"Something Red" is the story of the Goldstein family--dad Dennis, mom Sharon, son Ben (later "Benji"), and daughter Vanessa--during 1979 and 1980. The story begins in August 1979, right before Ben leaves for college, and is told in alternating points of view over the winter and into the spring. Dennis, who works for the U.S. Department of Agriculture, is worried about the effect Jimmy Carter's grain embargo will have on Russia and on his own career. Sixteen-year-old Vanessa, who a year ago was a beer-swilling, pot-smoking party girl, has dropped her old friends for a new boyfriend, punk rock, and a "straight-edge" lifestyle of apparent self-denial that masks a serious eating disorder. Sharon, food-loving co-owner of a catering company, has joined an EST-like self-actualization program called LEAP. And Ben reinvents himself the first week he gets to college, changing from a superjock who screws every girl in sight to an acid-dropping Deadhead who faithfully attends every protest with his ubercommitted girlfriend. Supporting characters are the grandparents -- Sharon's parents, Helen and Herbert, who joyfully left New York for Los Angeles and cheered when Ethel Rosenberg was electrocuted, and Dennis's left-leaning parents, Sigmund and Tatti, who cling to their Lower East Side apartment and their Socialist political convictions.
This is the kind of book I normally would like. So why didn't I? First, "Something Red" shares a problem with a lot of literary novels: None of its main characters are remotely likeable. In fact, based on the inner monologues through which we get to know them, they're all rather vile. This isn't because any of them has done anything especially horrible or is even much more selfish or self-centered than the average person. There's just something repellent about their voices. These are the kind of characters at whom other authors have poked gentle (or not-so-gentle) fun (I'm thinking of Cyra McFadden's "The Serial" and David Lodge's academic satires). But there's no sense of satire, and precious little humor, in "Something Red." We see the characters floundering, but we (or at least I) don't like them enough to care.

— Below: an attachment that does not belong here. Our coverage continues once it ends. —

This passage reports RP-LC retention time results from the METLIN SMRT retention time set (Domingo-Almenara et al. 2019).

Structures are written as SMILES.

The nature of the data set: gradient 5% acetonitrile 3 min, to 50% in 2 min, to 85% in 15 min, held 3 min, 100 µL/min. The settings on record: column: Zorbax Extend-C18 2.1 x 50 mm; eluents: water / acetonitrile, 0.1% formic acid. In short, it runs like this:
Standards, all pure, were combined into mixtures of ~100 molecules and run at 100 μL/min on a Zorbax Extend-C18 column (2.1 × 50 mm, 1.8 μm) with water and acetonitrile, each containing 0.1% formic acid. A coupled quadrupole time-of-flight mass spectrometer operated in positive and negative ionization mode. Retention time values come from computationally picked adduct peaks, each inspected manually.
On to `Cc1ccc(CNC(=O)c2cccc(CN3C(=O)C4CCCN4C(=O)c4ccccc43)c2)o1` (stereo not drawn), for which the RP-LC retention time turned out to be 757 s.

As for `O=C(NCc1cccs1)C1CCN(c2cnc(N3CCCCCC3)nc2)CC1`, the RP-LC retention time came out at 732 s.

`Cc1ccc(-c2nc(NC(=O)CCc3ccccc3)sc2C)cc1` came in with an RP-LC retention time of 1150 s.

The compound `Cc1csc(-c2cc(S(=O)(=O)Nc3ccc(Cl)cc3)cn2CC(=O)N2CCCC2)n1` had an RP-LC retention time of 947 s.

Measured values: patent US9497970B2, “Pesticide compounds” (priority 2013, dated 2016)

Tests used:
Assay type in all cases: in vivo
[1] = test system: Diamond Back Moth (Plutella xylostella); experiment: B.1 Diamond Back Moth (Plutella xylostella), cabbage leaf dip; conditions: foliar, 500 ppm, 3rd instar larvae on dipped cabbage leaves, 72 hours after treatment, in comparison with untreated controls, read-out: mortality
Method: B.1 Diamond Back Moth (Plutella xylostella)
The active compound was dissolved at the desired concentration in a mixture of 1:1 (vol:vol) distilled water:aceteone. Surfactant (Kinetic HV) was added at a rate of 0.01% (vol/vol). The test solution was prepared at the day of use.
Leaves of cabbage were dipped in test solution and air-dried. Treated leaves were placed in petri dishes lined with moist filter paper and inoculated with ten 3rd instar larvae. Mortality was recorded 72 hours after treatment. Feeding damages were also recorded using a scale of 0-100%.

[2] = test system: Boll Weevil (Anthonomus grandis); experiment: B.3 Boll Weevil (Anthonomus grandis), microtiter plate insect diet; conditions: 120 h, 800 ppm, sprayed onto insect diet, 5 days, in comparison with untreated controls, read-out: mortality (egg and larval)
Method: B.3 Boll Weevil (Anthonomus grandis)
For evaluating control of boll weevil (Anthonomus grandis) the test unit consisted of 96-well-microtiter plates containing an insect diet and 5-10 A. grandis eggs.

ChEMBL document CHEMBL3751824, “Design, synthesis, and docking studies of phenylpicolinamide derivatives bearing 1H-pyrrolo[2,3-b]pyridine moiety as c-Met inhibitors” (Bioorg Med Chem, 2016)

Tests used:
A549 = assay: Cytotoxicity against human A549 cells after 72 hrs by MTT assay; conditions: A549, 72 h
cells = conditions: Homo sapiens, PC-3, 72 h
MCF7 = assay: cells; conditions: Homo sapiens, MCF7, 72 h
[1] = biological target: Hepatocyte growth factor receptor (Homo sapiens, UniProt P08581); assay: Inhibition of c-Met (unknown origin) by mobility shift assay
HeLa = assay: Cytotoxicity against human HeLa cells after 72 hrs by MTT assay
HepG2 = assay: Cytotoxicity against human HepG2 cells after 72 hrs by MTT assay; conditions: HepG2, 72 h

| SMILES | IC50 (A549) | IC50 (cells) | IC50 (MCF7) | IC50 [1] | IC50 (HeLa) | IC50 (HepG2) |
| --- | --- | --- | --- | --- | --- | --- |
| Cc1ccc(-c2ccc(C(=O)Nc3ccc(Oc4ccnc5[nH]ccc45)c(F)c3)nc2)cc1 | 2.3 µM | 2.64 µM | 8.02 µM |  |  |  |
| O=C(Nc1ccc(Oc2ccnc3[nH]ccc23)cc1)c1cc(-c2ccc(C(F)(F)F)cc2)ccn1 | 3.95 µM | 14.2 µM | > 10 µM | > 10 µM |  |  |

Second, the sense of period is just off. It's hard to put my finger on how. But I remember those years well--I'm the same age as the character Ben--and, despite multiple, accurate references to the culture and politics of the period, I never believed this story was happening in the end of the '70s. Maybe it's the speech patterns--at one point, one college student tells another to "chill," an expression I never heard before the mid-'80s. Or maybe it's the music; there's lots of obscure punk and Grateful Dead, but the Cars and the Captain and Tenille--two bands that were inescapable at the time--are strangely absent. Maybe it's the food: Sharon's attitudes are a little too Alice Waters for 1980; and aren't cherries jubilee kind of Kennedy-era for 1979? The author was born in 1970, and she obviously did a tremendous amount of research for the book. But some point, the multitudinous period details began to seem excessive and heavy-handed. I found myself wishing that she'd just set the book a little later, in a time period that she herself remembered better, so she wouldn't have had to put so much obvious effort into painting a period picture.
In sum: There's a lot of story here, and some of it's pretty good. But ultimately, "Something Red" never quite comes together, either as a plot-driven novel or as a character study.